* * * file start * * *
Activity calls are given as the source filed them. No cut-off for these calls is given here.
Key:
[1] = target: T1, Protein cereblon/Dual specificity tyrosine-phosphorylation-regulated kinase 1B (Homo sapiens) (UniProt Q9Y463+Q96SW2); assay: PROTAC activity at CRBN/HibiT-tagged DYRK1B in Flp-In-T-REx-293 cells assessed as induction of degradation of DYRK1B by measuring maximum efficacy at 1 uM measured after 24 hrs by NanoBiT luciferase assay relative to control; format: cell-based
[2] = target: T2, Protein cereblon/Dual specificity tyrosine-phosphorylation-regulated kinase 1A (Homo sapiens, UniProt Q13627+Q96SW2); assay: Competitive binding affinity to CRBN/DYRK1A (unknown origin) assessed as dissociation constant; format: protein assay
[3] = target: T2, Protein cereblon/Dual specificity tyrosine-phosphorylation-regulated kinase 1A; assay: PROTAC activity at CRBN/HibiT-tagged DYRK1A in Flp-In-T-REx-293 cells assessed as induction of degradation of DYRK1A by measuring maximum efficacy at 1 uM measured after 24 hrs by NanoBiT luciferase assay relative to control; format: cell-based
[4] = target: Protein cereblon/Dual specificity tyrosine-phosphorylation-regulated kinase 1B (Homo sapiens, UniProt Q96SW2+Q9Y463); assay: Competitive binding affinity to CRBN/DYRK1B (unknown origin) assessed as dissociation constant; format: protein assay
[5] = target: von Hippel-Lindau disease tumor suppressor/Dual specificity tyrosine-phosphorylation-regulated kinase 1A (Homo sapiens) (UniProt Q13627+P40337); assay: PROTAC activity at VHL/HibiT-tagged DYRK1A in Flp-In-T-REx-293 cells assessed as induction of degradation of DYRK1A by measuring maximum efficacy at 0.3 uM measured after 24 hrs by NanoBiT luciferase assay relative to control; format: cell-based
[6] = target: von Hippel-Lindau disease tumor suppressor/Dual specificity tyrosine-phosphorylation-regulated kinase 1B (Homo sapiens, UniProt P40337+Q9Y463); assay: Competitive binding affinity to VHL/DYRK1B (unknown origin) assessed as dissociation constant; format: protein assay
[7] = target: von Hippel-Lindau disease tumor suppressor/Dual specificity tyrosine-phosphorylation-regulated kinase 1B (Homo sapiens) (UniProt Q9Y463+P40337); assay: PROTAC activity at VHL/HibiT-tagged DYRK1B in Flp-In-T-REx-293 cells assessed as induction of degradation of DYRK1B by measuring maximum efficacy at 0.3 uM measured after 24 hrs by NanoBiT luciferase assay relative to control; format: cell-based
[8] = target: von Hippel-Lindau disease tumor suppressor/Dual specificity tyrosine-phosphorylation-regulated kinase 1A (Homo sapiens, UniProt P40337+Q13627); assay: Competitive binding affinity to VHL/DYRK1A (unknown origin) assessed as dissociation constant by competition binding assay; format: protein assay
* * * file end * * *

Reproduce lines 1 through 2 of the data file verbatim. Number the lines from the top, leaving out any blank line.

Activity calls are given as the source filed them. No cut-off for these calls is given here.
Key: